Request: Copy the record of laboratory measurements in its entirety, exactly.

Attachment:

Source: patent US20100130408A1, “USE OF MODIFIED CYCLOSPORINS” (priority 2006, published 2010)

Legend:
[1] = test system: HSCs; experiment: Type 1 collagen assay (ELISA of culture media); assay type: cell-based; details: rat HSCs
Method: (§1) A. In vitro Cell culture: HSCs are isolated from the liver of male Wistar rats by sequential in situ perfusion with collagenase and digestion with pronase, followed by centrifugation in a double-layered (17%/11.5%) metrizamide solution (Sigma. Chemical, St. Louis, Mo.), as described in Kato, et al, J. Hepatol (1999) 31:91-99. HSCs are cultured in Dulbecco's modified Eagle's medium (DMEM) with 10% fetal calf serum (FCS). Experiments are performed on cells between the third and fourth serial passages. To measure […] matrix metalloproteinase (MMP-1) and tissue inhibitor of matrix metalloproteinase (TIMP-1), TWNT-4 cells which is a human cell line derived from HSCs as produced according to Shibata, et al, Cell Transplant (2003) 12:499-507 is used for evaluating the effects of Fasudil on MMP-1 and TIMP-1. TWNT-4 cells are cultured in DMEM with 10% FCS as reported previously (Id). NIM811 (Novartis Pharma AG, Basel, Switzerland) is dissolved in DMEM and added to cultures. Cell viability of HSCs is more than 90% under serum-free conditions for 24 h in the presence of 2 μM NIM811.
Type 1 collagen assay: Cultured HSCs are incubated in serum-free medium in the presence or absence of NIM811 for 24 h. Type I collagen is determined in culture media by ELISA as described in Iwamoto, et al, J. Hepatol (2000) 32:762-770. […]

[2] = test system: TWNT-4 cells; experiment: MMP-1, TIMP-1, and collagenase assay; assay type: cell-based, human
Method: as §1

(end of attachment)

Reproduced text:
Source: patent US20100130408A1, “USE OF MODIFIED CYCLOSPORINS” (priority 2006, published 2010)

Legend:
[1] = test system: HSCs; experiment: Type 1 collagen assay (ELISA of culture media); assay type: cell-based; details: rat HSCs
Method: (§1) A. In vitro Cell culture: HSCs are isolated from the liver of male Wistar rats by sequential in situ perfusion with collagenase and digestion with pronase, followed by centrifugation in a double-layered (17%/11.5%) metrizamide solution (Sigma. Chemical, St. Louis, Mo.), as described in Kato, et al, J. Hepatol (1999) 31:91-99. HSCs are cultured in Dulbecco's modified Eagle's medium (DMEM) with 10% fetal calf serum (FCS). Experiments are performed on cells between the third and fourth serial passages. To measure […] matrix metalloproteinase (MMP-1) and tissue inhibitor of matrix metalloproteinase (TIMP-1), TWNT-4 cells which is a human cell line derived from HSCs as produced according to Shibata, et al, Cell Transplant (2003) 12:499-507 is used for evaluating the effects of Fasudil on MMP-1 and TIMP-1. TWNT-4 cells are cultured in DMEM with 10% FCS as reported previously (Id). NIM811 (Novartis Pharma AG, Basel, Switzerland) is dissolved in DMEM and added to cultures. Cell viability of HSCs is more than 90% under serum-free conditions for 24 h in the presence of 2 μM NIM811.
Type 1 collagen assay: Cultured HSCs are incubated in serum-free medium in the presence or absence of NIM811 for 24 h. Type I collagen is determined in culture media by ELISA as described in Iwamoto, et al, J. Hepatol (2000) 32:762-770. […]

[2] = test system: TWNT-4 cells; experiment: MMP-1, TIMP-1, and collagenase assay; assay type: cell-based, human
Method: as §1